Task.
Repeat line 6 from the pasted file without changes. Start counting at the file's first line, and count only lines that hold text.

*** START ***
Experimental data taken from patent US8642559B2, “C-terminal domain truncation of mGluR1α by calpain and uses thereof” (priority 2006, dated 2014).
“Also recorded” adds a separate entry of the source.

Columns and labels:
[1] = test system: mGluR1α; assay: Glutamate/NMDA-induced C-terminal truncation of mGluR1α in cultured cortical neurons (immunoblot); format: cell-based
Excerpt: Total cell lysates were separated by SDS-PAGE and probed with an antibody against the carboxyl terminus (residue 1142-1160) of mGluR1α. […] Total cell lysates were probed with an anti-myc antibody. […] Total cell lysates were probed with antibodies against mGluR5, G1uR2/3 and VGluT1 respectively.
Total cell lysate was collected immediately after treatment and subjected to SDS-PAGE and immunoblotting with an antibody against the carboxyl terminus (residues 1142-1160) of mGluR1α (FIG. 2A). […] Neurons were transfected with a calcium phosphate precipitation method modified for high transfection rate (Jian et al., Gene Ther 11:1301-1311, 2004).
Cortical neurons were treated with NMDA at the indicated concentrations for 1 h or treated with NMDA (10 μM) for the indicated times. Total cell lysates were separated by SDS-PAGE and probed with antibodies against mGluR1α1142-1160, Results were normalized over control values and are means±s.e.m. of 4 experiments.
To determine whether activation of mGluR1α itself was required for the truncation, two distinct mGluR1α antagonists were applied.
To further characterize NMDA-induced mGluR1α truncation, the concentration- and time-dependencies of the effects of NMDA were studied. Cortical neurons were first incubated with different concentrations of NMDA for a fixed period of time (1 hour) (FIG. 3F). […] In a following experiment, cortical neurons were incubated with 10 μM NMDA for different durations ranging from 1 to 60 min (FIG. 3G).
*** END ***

Total cell lysate was collected immediately after treatment and subjected to SDS-PAGE and immunoblotting with an antibody against the carboxyl terminus (residues 1142-1160) of mGluR1α (FIG. 2A). […] Neurons were transfected with a calcium phosphate precipitation method modified for high transfection rate (Jian et al., Gene Ther 11:1301-1311, 2004).